Here at From the Rookery End, we generally like to look to the future, talk about the present, the here and now. Occasionally though, it’s nice to take a look back and with the Hornets entering a team into the London Masters – now less than a week away, what better excuse is there to talk to a true Watford FC cult hero.
Craig Ramage, or “Rambo” as he was affectionately, if unimaginatively known, signed for Watford from Derby in 1994 and went on to make 104 appearances, finding the net 27 times in the process. It was Ramage’s flair and attacking prowess that made him an immediate hit on the terraces, although after an exhilarating first season, things started to go slightly awry after he enjoyed his summer holiday a little too much. More of that later.
This Saturday, Craig will pull on the Watford shirt once more as he joins fellow Watford alumni Kevin Miller, Derek “Freddie*” Payne, Nicky Wright, Steve Palmer, Marcus Gayle, Micah Hyde and captain Tommy Mooney in representing the Hornets in the Selco London Masters at Wembley Arena. He’s taking it seriously too. When we caught up with him on Monday, he was just back from a training run…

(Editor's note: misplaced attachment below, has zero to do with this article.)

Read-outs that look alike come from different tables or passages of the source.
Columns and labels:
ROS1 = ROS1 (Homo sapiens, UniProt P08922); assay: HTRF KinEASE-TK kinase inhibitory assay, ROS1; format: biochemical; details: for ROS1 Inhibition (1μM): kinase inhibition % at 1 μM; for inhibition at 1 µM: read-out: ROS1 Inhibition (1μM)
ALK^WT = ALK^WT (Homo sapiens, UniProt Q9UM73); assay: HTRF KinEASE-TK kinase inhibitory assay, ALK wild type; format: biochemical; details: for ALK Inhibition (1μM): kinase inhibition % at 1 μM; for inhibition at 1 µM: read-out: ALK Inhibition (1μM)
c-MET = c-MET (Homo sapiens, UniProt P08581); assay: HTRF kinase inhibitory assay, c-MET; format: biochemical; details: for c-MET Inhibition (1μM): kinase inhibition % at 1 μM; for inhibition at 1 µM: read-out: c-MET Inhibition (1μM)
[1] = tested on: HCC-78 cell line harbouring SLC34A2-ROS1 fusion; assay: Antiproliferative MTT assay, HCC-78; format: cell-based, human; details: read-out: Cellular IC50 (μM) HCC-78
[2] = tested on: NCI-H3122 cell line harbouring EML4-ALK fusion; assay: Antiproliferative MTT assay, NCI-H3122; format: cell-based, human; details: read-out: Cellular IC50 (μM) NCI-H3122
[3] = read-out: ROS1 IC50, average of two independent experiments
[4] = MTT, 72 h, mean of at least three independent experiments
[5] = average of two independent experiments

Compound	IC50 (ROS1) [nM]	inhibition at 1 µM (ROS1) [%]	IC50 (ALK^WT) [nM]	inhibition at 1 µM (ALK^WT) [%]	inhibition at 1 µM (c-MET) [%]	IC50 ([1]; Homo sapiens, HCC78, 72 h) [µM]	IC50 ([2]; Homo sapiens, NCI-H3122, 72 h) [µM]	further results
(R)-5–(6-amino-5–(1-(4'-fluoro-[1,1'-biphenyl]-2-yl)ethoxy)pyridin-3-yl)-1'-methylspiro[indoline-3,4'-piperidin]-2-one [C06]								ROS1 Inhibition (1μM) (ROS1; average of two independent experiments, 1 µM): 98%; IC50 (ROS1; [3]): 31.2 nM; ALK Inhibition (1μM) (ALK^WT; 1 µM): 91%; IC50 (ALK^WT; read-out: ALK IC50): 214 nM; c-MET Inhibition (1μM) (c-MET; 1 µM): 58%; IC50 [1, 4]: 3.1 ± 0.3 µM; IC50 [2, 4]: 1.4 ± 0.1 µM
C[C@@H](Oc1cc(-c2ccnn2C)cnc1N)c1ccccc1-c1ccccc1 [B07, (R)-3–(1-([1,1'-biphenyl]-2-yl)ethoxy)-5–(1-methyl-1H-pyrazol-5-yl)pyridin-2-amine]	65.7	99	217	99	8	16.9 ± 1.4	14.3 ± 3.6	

“It’s good fun, but it’s hard work and really competitive. It seems to have got more competitive as time has gone on. There seem to be greater numbers of younger players out there now and professionals never lose that edge, that will to win. When we cross the white line, all we want to do is win, whatever we are doing.”
Whilst Craig is clearly taking part with a view to winning, he was obviously excited about catching up with his old cohorts, many of whom featured when asked what his fantasy Watford Masters team would be:
“I can’t wait. It’ll be great to see some of the old faces. I had a great time at Watford and it’s always good to see the boys again. It’ll be a lot of fun. If I had to pick the perfect Masters team, Hessy (Andy Hessenthaler) would have to be involved, simply because of his legs. He’s non stop! I’d stick Colin Foster at the back and perhaps get Kev Phillips up front, but the team we’re putting out is pretty good as it is.”
A decent team it is too. I’m sure it isn’t just Craig that’s looking forward to seeing the likes of Mooney, Hyde and Palmer wearing yellow again. What of the current crop though? What does he make of the current goings on at WD18?